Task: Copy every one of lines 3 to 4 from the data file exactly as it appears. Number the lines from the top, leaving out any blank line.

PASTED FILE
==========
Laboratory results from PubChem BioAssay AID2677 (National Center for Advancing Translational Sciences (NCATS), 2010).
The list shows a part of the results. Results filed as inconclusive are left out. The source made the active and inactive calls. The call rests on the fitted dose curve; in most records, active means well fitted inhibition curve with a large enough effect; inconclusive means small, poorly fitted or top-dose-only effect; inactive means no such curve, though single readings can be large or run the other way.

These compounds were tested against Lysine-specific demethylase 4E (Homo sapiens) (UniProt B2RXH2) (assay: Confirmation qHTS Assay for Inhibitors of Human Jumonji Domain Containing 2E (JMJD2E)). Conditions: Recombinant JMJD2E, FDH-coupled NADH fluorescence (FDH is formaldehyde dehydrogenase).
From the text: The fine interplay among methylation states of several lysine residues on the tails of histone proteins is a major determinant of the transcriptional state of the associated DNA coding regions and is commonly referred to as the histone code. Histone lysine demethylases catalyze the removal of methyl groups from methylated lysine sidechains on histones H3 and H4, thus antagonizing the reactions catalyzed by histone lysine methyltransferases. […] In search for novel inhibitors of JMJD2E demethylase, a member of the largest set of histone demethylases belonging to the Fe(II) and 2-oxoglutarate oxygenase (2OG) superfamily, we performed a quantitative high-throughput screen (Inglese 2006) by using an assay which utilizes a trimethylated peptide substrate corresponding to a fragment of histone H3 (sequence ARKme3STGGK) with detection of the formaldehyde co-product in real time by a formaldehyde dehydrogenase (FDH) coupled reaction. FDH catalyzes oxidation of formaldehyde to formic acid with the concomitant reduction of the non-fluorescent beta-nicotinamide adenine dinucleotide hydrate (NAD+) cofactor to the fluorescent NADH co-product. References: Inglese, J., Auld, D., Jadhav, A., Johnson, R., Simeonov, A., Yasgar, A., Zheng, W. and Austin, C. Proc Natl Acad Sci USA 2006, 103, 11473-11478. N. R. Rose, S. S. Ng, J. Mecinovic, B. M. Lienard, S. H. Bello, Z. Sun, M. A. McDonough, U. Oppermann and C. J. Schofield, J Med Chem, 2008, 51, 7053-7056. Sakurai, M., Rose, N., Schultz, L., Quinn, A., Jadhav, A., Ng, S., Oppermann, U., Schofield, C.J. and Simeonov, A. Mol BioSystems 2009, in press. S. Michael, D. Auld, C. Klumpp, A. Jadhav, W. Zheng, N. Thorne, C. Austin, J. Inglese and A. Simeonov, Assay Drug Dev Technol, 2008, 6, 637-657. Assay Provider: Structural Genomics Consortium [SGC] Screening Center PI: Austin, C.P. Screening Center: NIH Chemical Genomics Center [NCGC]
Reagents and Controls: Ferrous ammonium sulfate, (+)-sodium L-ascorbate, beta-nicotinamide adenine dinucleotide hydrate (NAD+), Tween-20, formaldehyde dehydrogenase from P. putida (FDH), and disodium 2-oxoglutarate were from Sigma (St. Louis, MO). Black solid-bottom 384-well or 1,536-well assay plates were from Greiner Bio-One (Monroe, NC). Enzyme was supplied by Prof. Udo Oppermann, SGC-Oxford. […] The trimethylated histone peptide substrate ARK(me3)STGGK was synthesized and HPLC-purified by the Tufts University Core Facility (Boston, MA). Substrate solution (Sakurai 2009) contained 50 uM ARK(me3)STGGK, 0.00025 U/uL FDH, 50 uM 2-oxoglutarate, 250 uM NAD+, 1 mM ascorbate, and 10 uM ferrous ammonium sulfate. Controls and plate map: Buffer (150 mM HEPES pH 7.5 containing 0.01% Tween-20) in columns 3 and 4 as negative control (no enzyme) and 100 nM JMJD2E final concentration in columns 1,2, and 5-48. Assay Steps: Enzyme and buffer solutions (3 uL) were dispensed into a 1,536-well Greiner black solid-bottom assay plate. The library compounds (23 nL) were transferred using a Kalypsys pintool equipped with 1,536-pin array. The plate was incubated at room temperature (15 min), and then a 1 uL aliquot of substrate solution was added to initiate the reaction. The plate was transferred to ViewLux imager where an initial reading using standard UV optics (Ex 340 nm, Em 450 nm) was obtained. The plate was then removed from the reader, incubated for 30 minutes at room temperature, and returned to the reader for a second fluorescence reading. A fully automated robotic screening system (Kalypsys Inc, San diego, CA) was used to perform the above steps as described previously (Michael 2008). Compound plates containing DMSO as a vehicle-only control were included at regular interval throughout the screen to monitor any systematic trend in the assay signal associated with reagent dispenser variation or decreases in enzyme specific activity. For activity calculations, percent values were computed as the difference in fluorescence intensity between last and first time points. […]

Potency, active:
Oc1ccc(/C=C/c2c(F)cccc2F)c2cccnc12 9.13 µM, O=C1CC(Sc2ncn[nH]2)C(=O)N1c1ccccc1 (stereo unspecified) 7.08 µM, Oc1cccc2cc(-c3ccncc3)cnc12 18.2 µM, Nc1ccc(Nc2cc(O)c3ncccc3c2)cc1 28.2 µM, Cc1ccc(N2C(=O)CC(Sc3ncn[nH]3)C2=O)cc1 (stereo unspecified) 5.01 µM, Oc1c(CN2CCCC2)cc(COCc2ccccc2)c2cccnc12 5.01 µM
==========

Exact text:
These compounds were tested against Lysine-specific demethylase 4E (Homo sapiens) (UniProt B2RXH2) (assay: Confirmation qHTS Assay for Inhibitors of Human Jumonji Domain Containing 2E (JMJD2E)). Conditions: Recombinant JMJD2E, FDH-coupled NADH fluorescence (FDH is formaldehyde dehydrogenase).
From the text: The fine interplay among methylation states of several lysine residues on the tails of histone proteins is a major determinant of the transcriptional state of the associated DNA coding regions and is commonly referred to as the histone code. Histone lysine demethylases catalyze the removal of methyl groups from methylated lysine sidechains on histones H3 and H4, thus antagonizing the reactions catalyzed by histone lysine methyltransferases. […] In search for novel inhibitors of JMJD2E demethylase, a member of the largest set of histone demethylases belonging to the Fe(II) and 2-oxoglutarate oxygenase (2OG) superfamily, we performed a quantitative high-throughput screen (Inglese 2006) by using an assay which utilizes a trimethylated peptide substrate corresponding to a fragment of histone H3 (sequence ARKme3STGGK) with detection of the formaldehyde co-product in real time by a formaldehyde dehydrogenase (FDH) coupled reaction. FDH catalyzes oxidation of formaldehyde to formic acid with the concomitant reduction of the non-fluorescent beta-nicotinamide adenine dinucleotide hydrate (NAD+) cofactor to the fluorescent NADH co-product. References: Inglese, J., Auld, D., Jadhav, A., Johnson, R., Simeonov, A., Yasgar, A., Zheng, W. and Austin, C. Proc Natl Acad Sci USA 2006, 103, 11473-11478. N. R. Rose, S. S. Ng, J. Mecinovic, B. M. Lienard, S. H. Bello, Z. Sun, M. A. McDonough, U. Oppermann and C. J. Schofield, J Med Chem, 2008, 51, 7053-7056. Sakurai, M., Rose, N., Schultz, L., Quinn, A., Jadhav, A., Ng, S., Oppermann, U., Schofield, C.J. and Simeonov, A. Mol BioSystems 2009, in press. S. Michael, D. Auld, C. Klumpp, A. Jadhav, W. Zheng, N. Thorne, C. Austin, J. Inglese and A. Simeonov, Assay Drug Dev Technol, 2008, 6, 637-657. Assay Provider: Structural Genomics Consortium [SGC] Screening Center PI: Austin, C.P. Screening Center: NIH Chemical Genomics Center [NCGC]